In the face of the current eruption of anti-Russian sentiment, at least one musical organization in North America has demonstrated some courage. The Buffalo Philharmonic Orchestra (BPO) in Buffalo, New York went ahead with planned performances by Russian pianist Alexander Malofeev, along with associated events, on March 4 and 5.
Malofeev’s scheduled appearances in Vancouver and Montreal in Canada on the same North American tour were canceled after Ukrainian nationalist and other right-wing elements brought pressure to bear. The Vancouver Recital Society and the Montreal Symphony Orchestra each determined that a Malofeev concert would be “inappropriate,” in effect holding the pianist responsible for the crimes committed by the political leadership in Russia.
At Kleinhans Music Hall, Malofeev performed Prokofiev’s Piano Concerto No. 3 in C major with the Buffalo Philharmonic, conducted by JoAnn Falletta, the orchestra’s music director, to general acclaim. One review on Bachtrack commented in part, “Virtuosity returned in spades in a final movement that Prokofiev famously described as an ‘argument’ between soloist and orchestra. Malofeev made it an über-exciting journey just this side of breathless.”
The Buffalo News expressed quasi-disapproval of the orchestra’s decision to hold the concert in a March 4 article: “As concert halls and art galleries across the world cancel events with Russian artists as part of a pro-Ukrainian cultural boycott, the Buffalo Philharmonic Orchestra took a different tack on Friday, welcoming Russian pianist Alexander Malofeev for a show of largely Russian music.”
“The move puzzled at least some Western New Yorkers,” wrote the News, “who called it inappropriate to promote Russian culture even as the country attacks Kiev and Kharkiv.”
In a statement to the newspaper, BPO spokesman Patrick O’Herron noted that the orchestra recognized “the gravity of the conflict in Ukraine.” He went on, “One of the reasons we are going forward with this weekend’s concerts is to show our support of all who are suffering, as we believe in the healing power of music in the most troubling times.” Malofeev, he added, was “not responsible for the war.”
In an email to the News, Brendan Whistler, the son of Harold and Sandra Whistler, the sponsors of the Buffalo performances, called Malofeev “a wonderful, brilliant young man.” Whistler added, “My personal opinion is that we should be thinking of the Ukrainian people at this time, not prosecuting or trying to ‘cancel’ 20-year-old Russian kids who have no voice in this terrible situation.”
In a video presentation prior to the concerts, conductor Falletta encouraged listeners to attend the March 4 and 5 performances. “Have you ever wondered,” she asked, “what it would be like to be at the first concert of someone who became an enormous superstar?” After referring to debut performances by Yo Yo Ma, Van Cliburn and others, Falletta continued, “These are star-filled nights, and we have that coming up. … In Buffalo, [Malofeev] is making his North American debut with orchestra. I’m sure he will never forget it, I will never forget it, and you will never forget it. This young man is truly extraordinary, one of the greatest talents that we have ever seen.”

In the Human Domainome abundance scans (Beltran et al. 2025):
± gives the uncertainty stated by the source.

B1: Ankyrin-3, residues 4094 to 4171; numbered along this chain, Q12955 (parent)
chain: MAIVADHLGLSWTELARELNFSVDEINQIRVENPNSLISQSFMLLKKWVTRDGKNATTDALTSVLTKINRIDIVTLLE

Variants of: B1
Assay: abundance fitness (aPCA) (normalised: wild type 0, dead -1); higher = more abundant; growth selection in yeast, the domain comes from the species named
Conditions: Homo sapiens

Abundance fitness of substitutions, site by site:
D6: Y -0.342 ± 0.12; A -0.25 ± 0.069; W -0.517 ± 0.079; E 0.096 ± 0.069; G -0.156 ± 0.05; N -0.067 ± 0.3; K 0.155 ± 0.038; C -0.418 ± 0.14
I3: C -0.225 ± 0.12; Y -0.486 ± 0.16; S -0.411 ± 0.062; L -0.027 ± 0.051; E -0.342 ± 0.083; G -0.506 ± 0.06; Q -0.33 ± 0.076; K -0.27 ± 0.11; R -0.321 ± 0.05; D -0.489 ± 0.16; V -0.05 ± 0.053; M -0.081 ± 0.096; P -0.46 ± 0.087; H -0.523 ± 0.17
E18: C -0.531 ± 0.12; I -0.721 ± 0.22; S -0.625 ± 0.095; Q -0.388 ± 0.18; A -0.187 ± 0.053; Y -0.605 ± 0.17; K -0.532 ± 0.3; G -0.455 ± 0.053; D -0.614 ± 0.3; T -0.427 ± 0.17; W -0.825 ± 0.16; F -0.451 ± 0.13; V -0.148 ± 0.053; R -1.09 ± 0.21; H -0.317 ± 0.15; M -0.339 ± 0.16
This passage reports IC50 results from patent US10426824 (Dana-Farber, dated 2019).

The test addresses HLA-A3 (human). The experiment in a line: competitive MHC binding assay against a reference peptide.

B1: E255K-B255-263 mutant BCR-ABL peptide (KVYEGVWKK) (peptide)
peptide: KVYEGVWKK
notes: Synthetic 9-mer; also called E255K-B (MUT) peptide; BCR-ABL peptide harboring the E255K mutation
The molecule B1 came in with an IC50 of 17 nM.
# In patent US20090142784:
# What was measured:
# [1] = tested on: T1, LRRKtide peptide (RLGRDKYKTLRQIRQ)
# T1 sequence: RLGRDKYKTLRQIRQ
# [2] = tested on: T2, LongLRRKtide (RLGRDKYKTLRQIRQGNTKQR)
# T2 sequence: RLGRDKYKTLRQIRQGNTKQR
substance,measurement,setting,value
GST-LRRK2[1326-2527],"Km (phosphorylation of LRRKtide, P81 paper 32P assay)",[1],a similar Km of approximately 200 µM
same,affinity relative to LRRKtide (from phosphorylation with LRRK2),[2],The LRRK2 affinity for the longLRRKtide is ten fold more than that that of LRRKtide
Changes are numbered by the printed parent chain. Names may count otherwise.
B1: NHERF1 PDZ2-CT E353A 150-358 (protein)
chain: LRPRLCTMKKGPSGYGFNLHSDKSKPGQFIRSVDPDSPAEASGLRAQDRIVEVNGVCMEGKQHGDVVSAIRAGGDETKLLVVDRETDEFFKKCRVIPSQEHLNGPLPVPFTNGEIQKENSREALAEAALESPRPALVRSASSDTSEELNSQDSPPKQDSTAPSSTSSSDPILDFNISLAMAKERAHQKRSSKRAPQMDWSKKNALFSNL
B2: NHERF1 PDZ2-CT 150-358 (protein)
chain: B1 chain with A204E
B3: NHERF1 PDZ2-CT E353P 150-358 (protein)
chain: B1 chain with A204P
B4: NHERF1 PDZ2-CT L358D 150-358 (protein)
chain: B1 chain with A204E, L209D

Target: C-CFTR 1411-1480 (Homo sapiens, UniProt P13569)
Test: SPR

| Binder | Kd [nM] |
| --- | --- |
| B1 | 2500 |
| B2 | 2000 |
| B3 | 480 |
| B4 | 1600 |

Following the performances, Falletta commented on Facebook, “In addition to his splendid performance, Alexander spent part of his weekend coaching and having a fun visit with young Buffalo pianists.”
Falletta also shared a review by Steven Kruger writing for New York Arts, which has not yet appeared on their website. After noting that the Buffalo Philharmonic had performed the Ukrainian national anthem, Kruger observed that this was “an appropriate gesture, given that the program’s 20-year-old debut pianist, Alexander Malofeev, is Russian and under threat of cancellation everywhere, and through no fault of his own had just lost a recital in Vancouver. Fortunately his performance before this unfamiliar Buffalo audience was to be a triumph of virtuosity, energy, and even angry solidarity.”
Kruger commented that Malofeev was “impassive in appearance (he does not smile), has the even walk and aloof demeanor of a runway model and the slow bow of a diplomat from another time. But the moment he is at the piano, all hell breaks loose. Malofeev has an effortless technique and a right hand which seems to have an aggressive life of its own, as he hovers over it with his left cueing it like a conductor.”
JoAnn Falletta is a multiple Grammy Award-winning conductor who studied with Leonard Bernstein among other leading conductors. In addition to her work at the Buffalo Philharmonic, Falletta is the Connie and Marc Jacobson Music Director Laureate of the Virginia Symphony, Principal Guest Conductor of the Brevard Music Center in North Carolina and Artistic Adviser to the Hawaii Symphony. She was recently named one of the “Fifty Great Conductors,” past and present, by Gramophone magazine. Upon her appointment as Music Director of the Buffalo Philharmonic, Falletta became the first woman to lead a major American ensemble.
Her North American guest conducting appearances have included the orchestras of Philadelphia, Los Angeles, San Francisco, Detroit, Dallas, Houston, St. Louis, Toronto, Montreal, Seattle, San Diego, New Jersey and the National Symphony Orchestra. International appearances include those with the London Symphony, Liverpool, and Manchester-BBC Philharmonics, RTE Concert Orchestra (Dublin), Scottish BBC Orchestra, Czech and Rotterdam Philharmonics, Orchestra National de Lyon, Mannheim Orchestra, Real Orquesta Sinfonica de Sevilla and the Lisbon Metropolitan Orchestra.